INDIANAPOLIS, Ind. – For at least one unique occasion, Frank Reich had to adjust his definition of a perfect offensive game plan.
All things being equal and generally speaking, that perfect game consists of 150 yards rushing, 250 yards passing and an even play distribution designed to keep the defense guessing and, hopefully, on its heels.
But again, we’re talking about a unique situation: Sunday night, at Arrowhead Stadium, against Patrick Mahomes and the score-at-will Kansas City Chiefs offense and with the college-type crowd cranking up the decibels.
Factoring everything in required a flip in that perfect-game approach.
“That’s when you have to move that dial the other way and say, ‘Well, now the perfect game at Arrowhead is probably something more like what we saw last night,’’’ Reich said Monday.
Instead of that 150/250 run/pass split, the Colts flipped the script.
Reich and coordinator Nick Sirianni dialed up 45 rushing plays, the most by the Colts in a non-overtime game since Dec. 7, 1997 against the New York Jets (46). That included a career-best 29 for Marlon Mack, who wore down the Chiefs’ No. 31-ranked run defense for 132 yards. Indy generated 180 yards on the ground with Jacoby Brissett finishing with an economical 151 yards on 29 passes.
Reich and Sirianni pride themselves on being flexible and tailoring a game plan that’s best suited for the upcoming opponent. Sunday, that meant taking into account the absolute need to limit Mahomes’ opportunities.
The ball-control attack served its purpose. Mahomes had just nine possessions, excluding the kneel-down at the end of the first half. He directed the Chiefs to scores on the first two and the last, but was harassed and pummeled in between.
Brissett, meanwhile, directed an offense that piled up sizeable edges in plays (74-57), first downs (25-18) and time of possession (37:15-22:45). In the second half, the Chiefs had just four possessions, ran 20 plays and had to deal with 7 minutes, 29 seconds of possession time.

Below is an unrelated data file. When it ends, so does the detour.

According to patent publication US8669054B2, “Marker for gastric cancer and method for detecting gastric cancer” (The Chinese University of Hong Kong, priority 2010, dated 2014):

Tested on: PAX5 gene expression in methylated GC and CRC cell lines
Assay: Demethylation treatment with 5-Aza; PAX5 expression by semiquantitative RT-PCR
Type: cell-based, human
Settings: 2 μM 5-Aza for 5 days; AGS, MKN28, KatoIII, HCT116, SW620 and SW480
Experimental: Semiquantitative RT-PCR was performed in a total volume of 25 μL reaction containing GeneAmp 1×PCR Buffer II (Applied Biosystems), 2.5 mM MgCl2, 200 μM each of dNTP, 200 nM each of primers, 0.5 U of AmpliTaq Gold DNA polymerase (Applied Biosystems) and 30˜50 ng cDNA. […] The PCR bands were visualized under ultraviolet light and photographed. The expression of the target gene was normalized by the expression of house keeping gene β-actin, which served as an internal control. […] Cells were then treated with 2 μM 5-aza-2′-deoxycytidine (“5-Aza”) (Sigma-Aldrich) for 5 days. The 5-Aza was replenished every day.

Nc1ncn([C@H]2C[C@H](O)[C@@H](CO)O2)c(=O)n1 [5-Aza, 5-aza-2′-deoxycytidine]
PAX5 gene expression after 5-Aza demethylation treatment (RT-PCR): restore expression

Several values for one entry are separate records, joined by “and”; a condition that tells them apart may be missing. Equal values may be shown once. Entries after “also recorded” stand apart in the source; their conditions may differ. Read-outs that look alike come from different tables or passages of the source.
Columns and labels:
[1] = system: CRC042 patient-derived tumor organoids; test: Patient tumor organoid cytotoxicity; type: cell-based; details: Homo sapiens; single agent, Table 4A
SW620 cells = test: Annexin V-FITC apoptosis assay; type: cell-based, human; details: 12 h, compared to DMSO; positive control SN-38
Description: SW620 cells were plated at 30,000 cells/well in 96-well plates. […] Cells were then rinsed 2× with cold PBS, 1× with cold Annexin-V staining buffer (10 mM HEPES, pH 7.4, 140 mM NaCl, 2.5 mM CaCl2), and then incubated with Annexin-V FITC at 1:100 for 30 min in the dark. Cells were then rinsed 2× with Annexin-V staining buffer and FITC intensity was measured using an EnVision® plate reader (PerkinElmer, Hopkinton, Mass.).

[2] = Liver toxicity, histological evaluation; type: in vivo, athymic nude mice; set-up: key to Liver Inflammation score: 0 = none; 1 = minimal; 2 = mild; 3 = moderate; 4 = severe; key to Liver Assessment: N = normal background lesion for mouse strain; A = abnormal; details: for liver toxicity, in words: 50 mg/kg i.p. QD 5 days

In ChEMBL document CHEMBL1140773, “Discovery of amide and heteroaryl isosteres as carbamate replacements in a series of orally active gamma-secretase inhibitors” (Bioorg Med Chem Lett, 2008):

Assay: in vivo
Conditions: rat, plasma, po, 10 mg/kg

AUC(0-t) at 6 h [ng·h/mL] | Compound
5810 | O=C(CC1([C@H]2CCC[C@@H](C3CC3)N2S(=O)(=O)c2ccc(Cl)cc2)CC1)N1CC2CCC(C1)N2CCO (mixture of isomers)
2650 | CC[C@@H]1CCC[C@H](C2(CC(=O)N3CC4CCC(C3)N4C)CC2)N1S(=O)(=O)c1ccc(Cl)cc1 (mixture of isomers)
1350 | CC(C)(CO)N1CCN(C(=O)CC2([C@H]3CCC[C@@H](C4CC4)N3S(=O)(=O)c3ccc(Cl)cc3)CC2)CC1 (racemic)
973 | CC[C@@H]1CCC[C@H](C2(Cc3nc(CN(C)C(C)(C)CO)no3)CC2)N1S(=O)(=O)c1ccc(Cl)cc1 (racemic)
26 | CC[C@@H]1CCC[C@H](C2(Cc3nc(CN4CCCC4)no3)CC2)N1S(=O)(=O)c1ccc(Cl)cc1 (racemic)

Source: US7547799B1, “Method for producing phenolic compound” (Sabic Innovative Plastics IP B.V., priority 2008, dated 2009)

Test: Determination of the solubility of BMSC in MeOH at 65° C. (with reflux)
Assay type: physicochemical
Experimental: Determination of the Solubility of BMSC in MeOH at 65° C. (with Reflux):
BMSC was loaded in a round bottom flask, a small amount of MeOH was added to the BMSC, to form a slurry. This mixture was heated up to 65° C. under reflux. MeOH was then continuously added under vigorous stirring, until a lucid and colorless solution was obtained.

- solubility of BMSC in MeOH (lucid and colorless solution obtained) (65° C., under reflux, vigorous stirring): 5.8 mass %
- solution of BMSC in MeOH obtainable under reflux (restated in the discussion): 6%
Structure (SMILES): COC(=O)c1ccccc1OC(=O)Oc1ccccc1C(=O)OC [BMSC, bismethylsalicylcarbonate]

It was reminiscent of one of Reich’s starts with the Buffalo Bills in 1989. The opponent: Dan Marino’s Miami Dolphins.
During a conversation with Sirianni a few weeks ago, Reich mentioned that week 8 meeting. It was similarly run-based, in large part to limit possible damage by Marino.
He conveyed to Sirianni, “‘Yeah, there was one game I played in and I only threw 9 passes in the game and we won.’’’
The reason? The Bills generated 280 yards on 51 rushes. They dominated time of possession (34:41-25:19) and won 31-17.
“We called 51 runs in that game and three 9 passes and beat Dan Marino, who could be the Patrick Mahomes of today,’’ Reich said.
Fielding a top-5 rushing attack has been Reich’s goal since the start of the offseason. So far, so good. Heading into their bye, the Colts rank No. 5 (142 yards per game) and Mack ranks No. 4 with 470 yards.
Pressing the action
Complementing the bullish ground attack by the offense was a more physical approach on defense. Instead of sitting back in zone coverage and limiting Mahomes’ big-play opportunities, defensive coordinator Matt Eberflus frequently pressed the Chiefs’ receivers at the line of scrimmage.
“Just trying to disrupt timing a little bit and play a little bit tighter coverage and not give them as much space,’’ Reich said.
The Colts also felt “pretty good about some of our matchups up front.’’
Tighter coverage in the secondary resulted in more contested passes. Tight end Travis Kelce was targeted 10 times but finished with just four receptions 70 yards. Mahomes entered the game completing 67.9 percent of his passes. Sunday night, he was 22-of-39 (56.4 pct). After opening 13-of-17, he finished 9-of-22.
The pass rush, meanwhile, got to Mahomes for four sacks and three other QB hits. At least twice Mahomes came out of a pile limping after aggravating an injury to his left ankle.
The Chiefs had allowed only three sacks in their first four games.
Reich confirmed second-year defensive end Kemoko Turay will miss the remainder of the season after suffering a broken and dislocated right ankle in the closing minutes against the Chiefs.
You can follow Mike Chappell on Twitter at @mchappell51